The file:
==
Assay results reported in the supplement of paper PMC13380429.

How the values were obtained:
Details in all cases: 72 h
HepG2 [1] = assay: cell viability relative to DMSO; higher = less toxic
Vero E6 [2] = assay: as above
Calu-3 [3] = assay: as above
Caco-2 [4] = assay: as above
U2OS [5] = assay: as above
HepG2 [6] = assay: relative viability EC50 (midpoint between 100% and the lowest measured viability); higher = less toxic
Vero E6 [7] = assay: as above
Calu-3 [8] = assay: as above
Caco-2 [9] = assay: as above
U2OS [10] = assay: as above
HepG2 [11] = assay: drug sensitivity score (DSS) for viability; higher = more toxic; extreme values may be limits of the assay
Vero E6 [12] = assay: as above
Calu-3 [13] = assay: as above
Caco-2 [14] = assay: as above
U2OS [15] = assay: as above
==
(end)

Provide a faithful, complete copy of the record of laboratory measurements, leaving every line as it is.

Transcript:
Assay results reported in the supplement of paper PMC13380429.

How the values were obtained:
Details in all cases: 72 h
HepG2 [1] = assay: cell viability relative to DMSO; higher = less toxic
Vero E6 [2] = assay: as above
Calu-3 [3] = assay: as above
Caco-2 [4] = assay: as above
U2OS [5] = assay: as above
HepG2 [6] = assay: relative viability EC50 (midpoint between 100% and the lowest measured viability); higher = less toxic
Vero E6 [7] = assay: as above
Calu-3 [8] = assay: as above
Caco-2 [9] = assay: as above
U2OS [10] = assay: as above
HepG2 [11] = assay: drug sensitivity score (DSS) for viability; higher = more toxic; extreme values may be limits of the assay
Vero E6 [12] = assay: as above
Calu-3 [13] = assay: as above
Caco-2 [14] = assay: as above
U2OS [15] = assay: as above